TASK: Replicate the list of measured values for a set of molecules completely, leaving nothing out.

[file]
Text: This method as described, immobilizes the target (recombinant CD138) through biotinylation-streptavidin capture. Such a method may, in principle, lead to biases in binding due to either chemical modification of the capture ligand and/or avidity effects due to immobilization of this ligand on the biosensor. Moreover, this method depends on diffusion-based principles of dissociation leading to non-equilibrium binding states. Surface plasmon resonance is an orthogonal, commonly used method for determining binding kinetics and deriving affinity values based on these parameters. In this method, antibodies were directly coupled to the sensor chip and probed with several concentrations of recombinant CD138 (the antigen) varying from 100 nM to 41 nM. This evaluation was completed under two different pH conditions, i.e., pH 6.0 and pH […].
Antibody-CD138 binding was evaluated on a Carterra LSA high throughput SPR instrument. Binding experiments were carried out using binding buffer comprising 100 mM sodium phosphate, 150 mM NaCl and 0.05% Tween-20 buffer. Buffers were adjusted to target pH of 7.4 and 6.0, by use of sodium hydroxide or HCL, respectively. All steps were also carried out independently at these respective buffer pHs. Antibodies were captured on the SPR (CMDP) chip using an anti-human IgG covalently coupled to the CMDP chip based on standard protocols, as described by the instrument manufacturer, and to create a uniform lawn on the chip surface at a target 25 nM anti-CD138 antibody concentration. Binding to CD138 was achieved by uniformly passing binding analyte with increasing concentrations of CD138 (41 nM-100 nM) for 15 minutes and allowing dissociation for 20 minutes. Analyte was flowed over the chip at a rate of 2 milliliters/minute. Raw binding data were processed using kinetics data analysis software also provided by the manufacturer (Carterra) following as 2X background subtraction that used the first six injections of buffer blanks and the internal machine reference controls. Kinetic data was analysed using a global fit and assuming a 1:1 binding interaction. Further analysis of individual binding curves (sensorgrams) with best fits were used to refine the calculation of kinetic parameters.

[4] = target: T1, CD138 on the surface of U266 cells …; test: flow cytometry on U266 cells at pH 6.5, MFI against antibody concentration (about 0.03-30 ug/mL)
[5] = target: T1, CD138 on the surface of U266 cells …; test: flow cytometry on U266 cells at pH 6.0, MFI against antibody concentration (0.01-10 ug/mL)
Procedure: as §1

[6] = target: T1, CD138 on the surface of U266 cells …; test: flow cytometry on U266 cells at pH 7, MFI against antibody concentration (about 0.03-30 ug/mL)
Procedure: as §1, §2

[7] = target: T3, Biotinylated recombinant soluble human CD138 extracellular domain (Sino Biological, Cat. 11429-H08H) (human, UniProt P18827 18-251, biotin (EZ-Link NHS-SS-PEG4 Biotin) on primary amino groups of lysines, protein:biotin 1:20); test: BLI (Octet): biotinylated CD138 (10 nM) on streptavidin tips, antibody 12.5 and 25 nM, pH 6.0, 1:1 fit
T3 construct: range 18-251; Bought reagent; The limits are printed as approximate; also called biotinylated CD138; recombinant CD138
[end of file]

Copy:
Text: This method as described, immobilizes the target (recombinant CD138) through biotinylation-streptavidin capture. Such a method may, in principle, lead to biases in binding due to either chemical modification of the capture ligand and/or avidity effects due to immobilization of this ligand on the biosensor. Moreover, this method depends on diffusion-based principles of dissociation leading to non-equilibrium binding states. Surface plasmon resonance is an orthogonal, commonly used method for determining binding kinetics and deriving affinity values based on these parameters. In this method, antibodies were directly coupled to the sensor chip and probed with several concentrations of recombinant CD138 (the antigen) varying from 100 nM to 41 nM. This evaluation was completed under two different pH conditions, i.e., pH 6.0 and pH […].
Antibody-CD138 binding was evaluated on a Carterra LSA high throughput SPR instrument. Binding experiments were carried out using binding buffer comprising 100 mM sodium phosphate, 150 mM NaCl and 0.05% Tween-20 buffer. Buffers were adjusted to target pH of 7.4 and 6.0, by use of sodium hydroxide or HCL, respectively. All steps were also carried out independently at these respective buffer pHs. Antibodies were captured on the SPR (CMDP) chip using an anti-human IgG covalently coupled to the CMDP chip based on standard protocols, as described by the instrument manufacturer, and to create a uniform lawn on the chip surface at a target 25 nM anti-CD138 antibody concentration. Binding to CD138 was achieved by uniformly passing binding analyte with increasing concentrations of CD138 (41 nM-100 nM) for 15 minutes and allowing dissociation for 20 minutes. Analyte was flowed over the chip at a rate of 2 milliliters/minute. Raw binding data were processed using kinetics data analysis software also provided by the manufacturer (Carterra) following as 2X background subtraction that used the first six injections of buffer blanks and the internal machine reference controls. Kinetic data was analysed using a global fit and assuming a 1:1 binding interaction. Further analysis of individual binding curves (sensorgrams) with best fits were used to refine the calculation of kinetic parameters.

[4] = target: T1, CD138 on the surface of U266 cells …; test: flow cytometry on U266 cells at pH 6.5, MFI against antibody concentration (about 0.03-30 ug/mL)
[5] = target: T1, CD138 on the surface of U266 cells …; test: flow cytometry on U266 cells at pH 6.0, MFI against antibody concentration (0.01-10 ug/mL)
Procedure: as §1

[6] = target: T1, CD138 on the surface of U266 cells …; test: flow cytometry on U266 cells at pH 7, MFI against antibody concentration (about 0.03-30 ug/mL)
Procedure: as §1, §2

[7] = target: T3, Biotinylated recombinant soluble human CD138 extracellular domain (Sino Biological, Cat. 11429-H08H) (human, UniProt P18827 18-251, biotin (EZ-Link NHS-SS-PEG4 Biotin) on primary amino groups of lysines, protein:biotin 1:20); test: BLI (Octet): biotinylated CD138 (10 nM) on streptavidin tips, antibody 12.5 and 25 nM, pH 6.0, 1:1 fit
T3 construct: range 18-251; Bought reagent; The limits are printed as approximate; also called biotinylated CD138; recombinant CD138